Dates: c.1911–43
Contents: CEDTs (Form 21) and other identity documents (such as birth certificates) of people arriving into Sydney, as well as completed Form 32s which document why they were exempted from the Immigration Restriction Act. Each item contains the documents of multiple people.
Location: Sydney
Shelf metres: 24.84 m

Number of items listed in RecordSearch: 1433 (probably about 80% of series – items from 1911–14 are not listed in RecordSearch)
Number of items digitised in RecordSearch: 6 (it seems that for most of these the whole item has not been copied) (as of 29 July 2010)
Item title: Gives the name of the ship and the date of its arrival. Does not include people’s names.
Item title example: EASTERN 20/12/1922 [part 3] [Certificates of Exemption for passengers; includes photographs] [2.5cm]

Link to series description in RecordSearch: NAA: SP115/1
Link to example item in RecordSearch: NAA: SP115/1, BOX 18

Used certificates: SP11/6

Series number: SP11/6
Series name: Certificates of Exemption from Dictation Test (Forms 32 and 21)
Dates: 1902–46
Contents: Documents held in this series are, for the most part, similar to those held in SP115/1. The files contain copies of Form 32 and CEDTs (Form 21) or other identity documents of Chinese arriving into Sydney from overseas.
Location: Sydney
Shelf metres: 1.62

Number of items listed in RecordSearch: 100 (100% of series)
Number of items digitised in RecordSearch: 0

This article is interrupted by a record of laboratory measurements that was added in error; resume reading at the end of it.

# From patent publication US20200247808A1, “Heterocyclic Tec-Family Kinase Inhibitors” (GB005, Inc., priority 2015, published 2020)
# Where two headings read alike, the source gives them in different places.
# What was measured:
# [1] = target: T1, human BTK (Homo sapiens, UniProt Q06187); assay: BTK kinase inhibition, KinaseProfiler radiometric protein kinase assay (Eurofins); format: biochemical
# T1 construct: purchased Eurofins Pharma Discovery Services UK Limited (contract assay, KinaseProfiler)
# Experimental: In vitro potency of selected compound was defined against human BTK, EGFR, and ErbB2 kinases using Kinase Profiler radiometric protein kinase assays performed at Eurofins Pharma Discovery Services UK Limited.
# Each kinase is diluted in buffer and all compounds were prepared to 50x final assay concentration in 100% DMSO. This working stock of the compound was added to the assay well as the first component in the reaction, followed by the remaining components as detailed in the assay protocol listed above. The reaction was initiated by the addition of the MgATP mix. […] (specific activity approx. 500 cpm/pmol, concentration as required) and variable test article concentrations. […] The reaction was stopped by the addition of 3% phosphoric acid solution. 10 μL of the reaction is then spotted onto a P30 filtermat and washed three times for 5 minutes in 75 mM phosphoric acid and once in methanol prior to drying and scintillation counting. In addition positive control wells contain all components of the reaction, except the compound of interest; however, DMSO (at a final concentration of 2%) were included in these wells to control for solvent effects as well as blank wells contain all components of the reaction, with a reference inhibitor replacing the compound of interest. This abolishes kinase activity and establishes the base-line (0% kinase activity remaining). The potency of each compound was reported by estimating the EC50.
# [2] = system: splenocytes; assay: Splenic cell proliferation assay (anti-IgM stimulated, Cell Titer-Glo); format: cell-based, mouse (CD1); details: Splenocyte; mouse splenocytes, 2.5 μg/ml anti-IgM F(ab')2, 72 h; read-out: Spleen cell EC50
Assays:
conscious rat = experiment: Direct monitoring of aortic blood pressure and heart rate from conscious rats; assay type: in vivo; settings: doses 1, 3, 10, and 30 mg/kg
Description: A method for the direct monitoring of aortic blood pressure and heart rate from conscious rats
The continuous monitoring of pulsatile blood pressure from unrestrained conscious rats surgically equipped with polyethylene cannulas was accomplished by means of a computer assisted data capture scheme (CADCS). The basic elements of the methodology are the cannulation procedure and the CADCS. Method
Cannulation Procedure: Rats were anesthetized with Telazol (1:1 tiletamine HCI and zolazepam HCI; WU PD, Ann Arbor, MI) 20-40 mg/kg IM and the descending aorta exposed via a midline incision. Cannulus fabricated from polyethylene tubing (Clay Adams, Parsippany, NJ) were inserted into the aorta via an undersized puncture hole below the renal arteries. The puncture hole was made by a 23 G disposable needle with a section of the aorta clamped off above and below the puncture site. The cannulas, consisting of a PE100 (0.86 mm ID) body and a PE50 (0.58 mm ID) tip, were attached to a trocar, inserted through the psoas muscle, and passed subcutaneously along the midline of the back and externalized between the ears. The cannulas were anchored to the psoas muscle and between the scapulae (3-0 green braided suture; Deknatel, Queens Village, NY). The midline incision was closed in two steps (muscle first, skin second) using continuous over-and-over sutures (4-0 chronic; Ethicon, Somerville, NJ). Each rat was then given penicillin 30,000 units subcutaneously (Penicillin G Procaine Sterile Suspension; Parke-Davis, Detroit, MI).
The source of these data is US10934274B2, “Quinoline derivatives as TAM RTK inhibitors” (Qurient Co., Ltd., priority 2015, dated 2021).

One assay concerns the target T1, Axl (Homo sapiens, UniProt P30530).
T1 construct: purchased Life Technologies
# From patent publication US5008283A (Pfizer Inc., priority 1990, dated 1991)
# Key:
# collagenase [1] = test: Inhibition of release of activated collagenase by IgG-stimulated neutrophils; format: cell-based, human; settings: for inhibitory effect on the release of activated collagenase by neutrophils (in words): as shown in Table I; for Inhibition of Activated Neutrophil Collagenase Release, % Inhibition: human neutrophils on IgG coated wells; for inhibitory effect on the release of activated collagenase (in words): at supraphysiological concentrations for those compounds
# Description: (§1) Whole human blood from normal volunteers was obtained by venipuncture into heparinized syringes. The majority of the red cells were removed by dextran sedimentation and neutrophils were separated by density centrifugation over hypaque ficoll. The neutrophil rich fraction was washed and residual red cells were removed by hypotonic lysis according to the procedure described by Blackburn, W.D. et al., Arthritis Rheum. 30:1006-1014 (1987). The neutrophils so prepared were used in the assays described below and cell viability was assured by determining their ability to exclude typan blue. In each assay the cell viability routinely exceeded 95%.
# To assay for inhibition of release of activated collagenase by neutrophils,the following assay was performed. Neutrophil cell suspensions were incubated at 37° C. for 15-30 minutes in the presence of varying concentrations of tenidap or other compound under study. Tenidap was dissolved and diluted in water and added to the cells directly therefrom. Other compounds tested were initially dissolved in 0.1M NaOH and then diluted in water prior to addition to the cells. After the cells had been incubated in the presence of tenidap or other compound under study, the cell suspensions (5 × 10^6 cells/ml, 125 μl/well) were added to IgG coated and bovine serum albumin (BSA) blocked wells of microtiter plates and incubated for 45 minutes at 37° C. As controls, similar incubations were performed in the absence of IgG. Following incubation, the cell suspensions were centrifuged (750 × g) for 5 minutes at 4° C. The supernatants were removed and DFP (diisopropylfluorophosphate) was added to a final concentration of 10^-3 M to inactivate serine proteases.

Item title: Gives the name of the ship and the date of its arrival. Does not include people’s names.
Item title example: Certificate Exempting From Dictation Test Immigration Act 1901-1925: Chinese passengers per SS Tango Maru Sydney 11/10/26 [Box 2]

Link to series description in RecordSearch: NAA: SP11/6
Link to example item in RecordSearch: SP11/6, NN

Register of applications: SP726/1

NOTE: This series does not contain application forms and certificates like the others listed. It is included here, however, as it provides a full record of the CEDTs issued in Sydney.

Series number: SP726/1
Series name: Register of Applications for Certificate of Exemption Dictation Tests
Dates: 1902–59
Contents: 6 volumes listing details of people who applied for CEDTs in Sydney. Registers list details such as name, certificate and file numbers and dates of travel. The registers have a name index at the front.
Location: Sydney
Shelf metres: 0.9 m

Number of items listed in RecordSearch: 6 (100% of series)
Number of items digitised in RecordSearch: 0
Item title: Description of register and date range
Item title example: Register of names relating to exemption from Dictation Tests (1902-1910)

Link to series description in RecordSearch: NAA: SP726/1
Link to example item in RecordSearch: NAA: SP726/1, BOOK 1

Victoria

Applications & certificates: B13

Series number: B13
Series name: General and classified correspondence, annual single number series
Dates: From 1902
Contents: Correspondence files of the Department of Customs & Excise/Department of Trade & Customs, concerning a range of Customs matters including immigration restriction. Because of culling, most files before the 1930s relate to immigration restriction. Files can include applications, supporting correspondence, photographs and certificates.
Location: Melbourne
Shelf metres: 104.08 m

Number of items listed in RecordSearch: 20,120 (100% of series)
Number of items digitised in RecordSearch: 131
Item title: Case files include person’s name, so can be searched by name.
Item title example: Ah Lipp – application for Certificate of Exemption from Dictation Test

Link to series description in RecordSearch: NAA: B13
Link to example item in RecordSearch: NAA: B13, 1908/4495

Register of applications: B6003

NOTE: This series does not contain application forms and certificates like the others listed. It is included here, however, as it provides a record of the CEDTs issued in Melbourne.

Series number: B6003
Series name: Registers of Certificates Exempting from the Dictation Test (Departures), Melbourne